This article discusses:
- Facts about women-owned businesses
- Benefits for female entrepreneurs
- The best states for women to start a business
- The worst states for women to start a business
According to the Small Business Administration (SBA), approximately 12 million businesses in the U.S. were owned by women in 2017. Women-owned businesses also contribute $388.1 billion in payroll each year.
Even with these astounding metrics, women are still underrepresented in business. However, their numbers continue to grow as more and more women are looking to start their own companies. With that in mind, some states are better than others for female-led businesses.
So which is the best state for women to start a company? Read on to gain insight into female entrepreneurialism in the U.S.
Facts About Women-Owned Businesses
Of the 12 million female-owned businesses, 1.1 million employed workers while the remaining were self-employed entrepreneurs without workers on the payroll. Together, women-owned businesses contributed $1.8 trillion in revenue to the U.S. economy.
Here are some other facts about women-owned businesses:
- Social assistance and healthcare sectors led the way for female-owned enterprises. Together, they accounted for 16.9% of female firms. Professional, technical, and scientific services ranked second in representing women-owned firms (16.4%), followed by the retail industry (11.7%).
- According to the SBA, 54.7% of its Microloan program loan proceeds were distributed to female-led or owned businesses. This is despite the fact that women seem to have more of a challenge in securing a conventional business loan.
- Almost 40% of women-owned businesses have been operating for at least 11 or more years, while 42% have been operational for five years or less.
- According to American Express, female-owned companies in the U.S. grew at an annual rate of 3.9% from 2014 to 2019. This figure is higher than the growth rate of all businesses combined, which saw a growth rate of 1.7% a year during the timeframe.
- As per Inc., female entrepreneurship has grown by 114% over the past 20 years.
- According to a Biz2Credit study, the average-sized business loan for women entrepreneurs was 33% lower in 2020 than it was for men.
- According to Visa, 59% of female respondents in a survey said their business model included both a brick-and-mortar and an online presence.
- The National Association of Women Business Owners points out that 20% of companies having $1 million or more in revenue are women-owned.
- As per the U.S. Census Bureauâs Annual Business Survey (ABS), arts, entertainment, recreation, real estate, rental and leasing, and construction firms saw the biggest growth in women-owned businesses from 2017 to 2018.
The Benefits for Women-Owned Businesses
While the pandemic has been challenging for businesses and entrepreneurship all around, many experts say that the future of business is primed for female business owners.
The largest advantage for females who want to own a business is clear – instead of working for someone else who can limit how much you earn, you can set your own business goals and have unlimited potential in earning an income that resonates with you. Female entrepreneurship means you are more in charge of your future. Who wouldnât want to have a piece of that pie?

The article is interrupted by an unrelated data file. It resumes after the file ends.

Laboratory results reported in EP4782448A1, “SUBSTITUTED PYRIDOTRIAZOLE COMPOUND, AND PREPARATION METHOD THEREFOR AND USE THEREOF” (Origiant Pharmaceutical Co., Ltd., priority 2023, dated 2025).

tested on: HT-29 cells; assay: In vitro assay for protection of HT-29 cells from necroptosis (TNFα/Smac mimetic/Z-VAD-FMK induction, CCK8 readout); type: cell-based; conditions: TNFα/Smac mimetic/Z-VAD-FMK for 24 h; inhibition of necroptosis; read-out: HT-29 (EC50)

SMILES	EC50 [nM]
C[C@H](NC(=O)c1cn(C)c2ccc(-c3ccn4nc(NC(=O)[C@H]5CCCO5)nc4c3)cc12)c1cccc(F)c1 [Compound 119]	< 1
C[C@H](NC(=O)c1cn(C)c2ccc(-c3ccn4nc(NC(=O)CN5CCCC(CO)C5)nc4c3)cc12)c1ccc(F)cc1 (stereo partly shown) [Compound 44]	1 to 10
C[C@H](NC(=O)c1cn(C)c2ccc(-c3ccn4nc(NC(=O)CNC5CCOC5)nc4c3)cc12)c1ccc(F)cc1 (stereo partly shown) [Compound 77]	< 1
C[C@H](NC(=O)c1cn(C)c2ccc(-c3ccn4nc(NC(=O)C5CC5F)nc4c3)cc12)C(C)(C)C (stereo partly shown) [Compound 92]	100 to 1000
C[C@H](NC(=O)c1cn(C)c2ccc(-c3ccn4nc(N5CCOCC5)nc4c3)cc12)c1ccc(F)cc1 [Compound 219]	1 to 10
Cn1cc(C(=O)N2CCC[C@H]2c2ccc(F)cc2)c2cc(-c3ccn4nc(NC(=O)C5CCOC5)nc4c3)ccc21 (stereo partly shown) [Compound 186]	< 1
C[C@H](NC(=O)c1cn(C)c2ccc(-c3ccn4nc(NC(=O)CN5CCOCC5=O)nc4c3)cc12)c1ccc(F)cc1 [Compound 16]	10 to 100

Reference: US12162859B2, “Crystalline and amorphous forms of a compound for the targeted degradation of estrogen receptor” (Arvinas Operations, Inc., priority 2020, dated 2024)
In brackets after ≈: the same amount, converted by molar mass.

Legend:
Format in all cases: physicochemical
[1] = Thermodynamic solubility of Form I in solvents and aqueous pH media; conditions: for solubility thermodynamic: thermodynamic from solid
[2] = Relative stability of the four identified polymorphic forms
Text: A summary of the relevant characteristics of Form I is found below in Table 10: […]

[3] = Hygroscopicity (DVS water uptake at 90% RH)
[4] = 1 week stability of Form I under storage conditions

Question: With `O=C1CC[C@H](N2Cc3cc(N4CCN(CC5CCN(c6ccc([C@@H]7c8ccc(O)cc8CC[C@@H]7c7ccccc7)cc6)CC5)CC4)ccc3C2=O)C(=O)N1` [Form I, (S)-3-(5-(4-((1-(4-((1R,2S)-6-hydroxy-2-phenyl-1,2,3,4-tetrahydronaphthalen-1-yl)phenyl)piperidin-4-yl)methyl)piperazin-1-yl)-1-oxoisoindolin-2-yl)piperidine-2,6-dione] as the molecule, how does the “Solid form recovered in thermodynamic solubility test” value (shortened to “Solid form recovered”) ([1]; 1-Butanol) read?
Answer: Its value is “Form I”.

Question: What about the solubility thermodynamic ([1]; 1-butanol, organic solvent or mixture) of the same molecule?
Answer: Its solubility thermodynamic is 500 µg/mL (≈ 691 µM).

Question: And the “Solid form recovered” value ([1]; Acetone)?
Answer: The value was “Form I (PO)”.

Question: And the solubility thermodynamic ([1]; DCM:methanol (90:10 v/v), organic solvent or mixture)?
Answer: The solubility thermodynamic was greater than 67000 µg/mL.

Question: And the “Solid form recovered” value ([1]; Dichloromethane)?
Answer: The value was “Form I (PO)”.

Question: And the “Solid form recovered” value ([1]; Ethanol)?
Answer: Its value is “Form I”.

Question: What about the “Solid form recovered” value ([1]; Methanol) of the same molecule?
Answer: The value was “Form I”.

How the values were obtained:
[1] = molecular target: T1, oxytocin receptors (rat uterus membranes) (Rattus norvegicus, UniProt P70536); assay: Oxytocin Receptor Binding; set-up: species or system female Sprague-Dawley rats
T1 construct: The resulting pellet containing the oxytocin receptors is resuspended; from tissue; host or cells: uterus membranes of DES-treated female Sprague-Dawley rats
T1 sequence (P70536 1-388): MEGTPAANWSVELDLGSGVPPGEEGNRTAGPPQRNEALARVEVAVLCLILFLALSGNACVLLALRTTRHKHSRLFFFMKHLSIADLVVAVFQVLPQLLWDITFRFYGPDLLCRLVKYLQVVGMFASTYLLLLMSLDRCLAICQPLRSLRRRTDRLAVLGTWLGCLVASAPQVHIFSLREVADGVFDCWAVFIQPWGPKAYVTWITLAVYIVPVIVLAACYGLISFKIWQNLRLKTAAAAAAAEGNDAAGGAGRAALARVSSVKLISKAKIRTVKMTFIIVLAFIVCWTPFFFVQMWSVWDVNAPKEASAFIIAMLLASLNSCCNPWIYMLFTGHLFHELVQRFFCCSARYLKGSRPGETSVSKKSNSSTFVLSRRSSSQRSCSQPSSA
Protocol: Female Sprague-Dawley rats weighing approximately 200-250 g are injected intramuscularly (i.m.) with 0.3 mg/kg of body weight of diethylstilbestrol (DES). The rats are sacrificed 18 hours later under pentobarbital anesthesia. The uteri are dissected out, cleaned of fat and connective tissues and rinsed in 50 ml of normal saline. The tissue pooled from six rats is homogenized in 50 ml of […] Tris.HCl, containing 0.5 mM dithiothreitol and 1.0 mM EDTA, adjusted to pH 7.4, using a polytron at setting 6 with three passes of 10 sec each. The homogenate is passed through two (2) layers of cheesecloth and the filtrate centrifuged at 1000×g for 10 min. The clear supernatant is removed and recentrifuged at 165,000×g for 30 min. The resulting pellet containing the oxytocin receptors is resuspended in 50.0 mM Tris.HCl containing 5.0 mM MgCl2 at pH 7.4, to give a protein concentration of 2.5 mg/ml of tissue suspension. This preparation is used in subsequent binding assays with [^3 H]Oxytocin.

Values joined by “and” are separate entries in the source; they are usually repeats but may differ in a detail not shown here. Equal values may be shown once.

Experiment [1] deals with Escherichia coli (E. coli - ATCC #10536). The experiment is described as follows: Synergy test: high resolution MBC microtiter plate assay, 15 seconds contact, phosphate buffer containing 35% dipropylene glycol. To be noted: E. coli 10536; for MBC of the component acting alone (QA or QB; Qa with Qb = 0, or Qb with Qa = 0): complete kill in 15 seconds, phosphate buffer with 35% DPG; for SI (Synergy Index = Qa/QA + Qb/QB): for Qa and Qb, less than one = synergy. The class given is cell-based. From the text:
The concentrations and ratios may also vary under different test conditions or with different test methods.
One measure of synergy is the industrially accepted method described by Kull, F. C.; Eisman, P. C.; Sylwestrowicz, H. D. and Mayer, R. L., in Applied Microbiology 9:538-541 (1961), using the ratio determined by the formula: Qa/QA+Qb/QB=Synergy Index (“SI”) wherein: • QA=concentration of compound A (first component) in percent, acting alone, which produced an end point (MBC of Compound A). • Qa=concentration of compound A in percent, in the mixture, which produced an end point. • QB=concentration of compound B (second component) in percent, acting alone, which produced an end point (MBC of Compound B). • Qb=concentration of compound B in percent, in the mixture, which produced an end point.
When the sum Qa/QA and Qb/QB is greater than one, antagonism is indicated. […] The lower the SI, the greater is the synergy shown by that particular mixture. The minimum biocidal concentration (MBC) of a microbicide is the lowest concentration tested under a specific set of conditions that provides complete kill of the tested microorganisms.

Another benefit for women-owned businesses is that there is a lot of support for females who want to run their own companies. For instance, the federal government, along with other organizations that support women, offers grants and contracts that are awarded only to women business owners.
But to have a better chance at some of these contracts, itâs beneficial to have your business certified to increase your chances of winning a contract.
There are two main kinds of certification for women-owned businesses: the Women-Owned Small Business certification (WOSB) and the Womenâs Business Enterprise National Council certification (WBENC).
Getting certified will increase your visibility as a female-led business and offer you greater opportunities.
Some states are also better than others for women-owned businesses. Many of those have programs that offer enhanced support and assistance to female startups.
The 5 Best States for Women to Start a Business
Before starting a business in a particular state, you may want to see where that state ranks in terms of available resources and support to female entrepreneurs.
Business taxes are another consideration as some states have higher rates while others are lower, meaning you can hold on to more of your income and revenue.
Itâs also a good idea to consider the local economy where you plan to operate your business. If an area has a high unemployment rate, that isnât a good sign for your business.
You may also want to reach out to local Chamber of Commerce offices to learn what percent of businesses are led or owned by women. It could indicate how supported female-led enterprises are in a region or state.
Many factors help determine which states will prime your business for success. Weâve done the homework for you so you can pare your focus down to the states most likely to support you and ensure that your business grows and reaches its full potential.
According to human resource and payroll firm Paychex, Maryland ranks first in the U.S. for female business ownership. It doesnât hurt that the Old Line State has a 77.65% startup survival rate.